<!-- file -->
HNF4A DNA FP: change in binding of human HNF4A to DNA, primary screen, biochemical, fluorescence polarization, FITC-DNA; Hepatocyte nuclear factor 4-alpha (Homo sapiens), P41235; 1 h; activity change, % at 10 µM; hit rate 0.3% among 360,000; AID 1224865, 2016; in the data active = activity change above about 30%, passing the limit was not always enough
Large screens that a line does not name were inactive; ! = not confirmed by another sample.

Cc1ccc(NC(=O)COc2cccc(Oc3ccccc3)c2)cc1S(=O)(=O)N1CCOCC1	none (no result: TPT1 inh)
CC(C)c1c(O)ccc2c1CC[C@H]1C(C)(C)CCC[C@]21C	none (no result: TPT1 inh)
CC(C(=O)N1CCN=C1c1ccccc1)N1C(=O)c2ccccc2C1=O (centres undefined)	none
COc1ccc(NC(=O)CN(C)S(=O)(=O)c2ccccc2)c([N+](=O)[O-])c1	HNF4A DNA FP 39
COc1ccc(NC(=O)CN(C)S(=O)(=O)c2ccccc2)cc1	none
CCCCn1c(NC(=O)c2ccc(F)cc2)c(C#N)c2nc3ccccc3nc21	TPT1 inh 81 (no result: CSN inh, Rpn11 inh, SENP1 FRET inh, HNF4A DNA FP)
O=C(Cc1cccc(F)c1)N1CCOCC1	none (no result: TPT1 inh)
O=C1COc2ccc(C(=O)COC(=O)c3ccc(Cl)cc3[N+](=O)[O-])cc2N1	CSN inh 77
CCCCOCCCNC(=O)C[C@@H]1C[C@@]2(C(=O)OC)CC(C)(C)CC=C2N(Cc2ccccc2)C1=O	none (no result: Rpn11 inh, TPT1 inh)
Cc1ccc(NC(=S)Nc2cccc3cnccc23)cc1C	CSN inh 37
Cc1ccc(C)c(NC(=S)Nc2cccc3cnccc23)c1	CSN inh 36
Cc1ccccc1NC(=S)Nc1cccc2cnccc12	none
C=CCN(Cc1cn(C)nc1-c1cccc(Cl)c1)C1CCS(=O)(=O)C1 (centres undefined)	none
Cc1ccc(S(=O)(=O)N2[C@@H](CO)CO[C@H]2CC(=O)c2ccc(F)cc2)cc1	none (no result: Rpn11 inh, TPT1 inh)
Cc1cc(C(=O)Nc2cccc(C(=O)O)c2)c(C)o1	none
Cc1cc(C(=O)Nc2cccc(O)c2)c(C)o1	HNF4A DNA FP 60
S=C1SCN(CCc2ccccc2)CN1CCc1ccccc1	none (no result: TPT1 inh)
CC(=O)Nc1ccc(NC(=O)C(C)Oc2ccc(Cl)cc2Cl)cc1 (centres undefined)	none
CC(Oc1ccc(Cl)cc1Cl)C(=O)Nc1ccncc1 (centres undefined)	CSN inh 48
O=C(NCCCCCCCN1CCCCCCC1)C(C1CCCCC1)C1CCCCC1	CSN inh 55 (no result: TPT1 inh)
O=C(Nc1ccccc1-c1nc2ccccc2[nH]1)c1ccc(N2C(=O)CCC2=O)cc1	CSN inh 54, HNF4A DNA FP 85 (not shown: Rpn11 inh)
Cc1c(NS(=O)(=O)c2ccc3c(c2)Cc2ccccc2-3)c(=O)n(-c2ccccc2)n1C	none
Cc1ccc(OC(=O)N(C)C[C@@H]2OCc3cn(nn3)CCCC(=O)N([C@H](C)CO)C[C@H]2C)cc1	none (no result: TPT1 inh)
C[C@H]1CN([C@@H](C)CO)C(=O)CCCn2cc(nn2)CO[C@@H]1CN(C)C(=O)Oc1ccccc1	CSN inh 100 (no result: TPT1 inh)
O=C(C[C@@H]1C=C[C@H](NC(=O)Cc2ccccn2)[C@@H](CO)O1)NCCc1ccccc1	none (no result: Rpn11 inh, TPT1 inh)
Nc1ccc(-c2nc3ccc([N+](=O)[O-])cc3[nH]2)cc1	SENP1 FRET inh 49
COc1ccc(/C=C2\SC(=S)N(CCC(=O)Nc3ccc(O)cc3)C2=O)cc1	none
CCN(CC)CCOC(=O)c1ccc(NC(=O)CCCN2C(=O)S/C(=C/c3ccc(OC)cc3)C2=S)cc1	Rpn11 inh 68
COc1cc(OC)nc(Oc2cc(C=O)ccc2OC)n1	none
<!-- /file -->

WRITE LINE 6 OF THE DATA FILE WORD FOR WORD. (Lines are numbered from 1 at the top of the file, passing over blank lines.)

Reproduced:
COc1ccc(NC(=O)CN(C)S(=O)(=O)c2ccccc2)c([N+](=O)[O-])c1	HNF4A DNA FP 39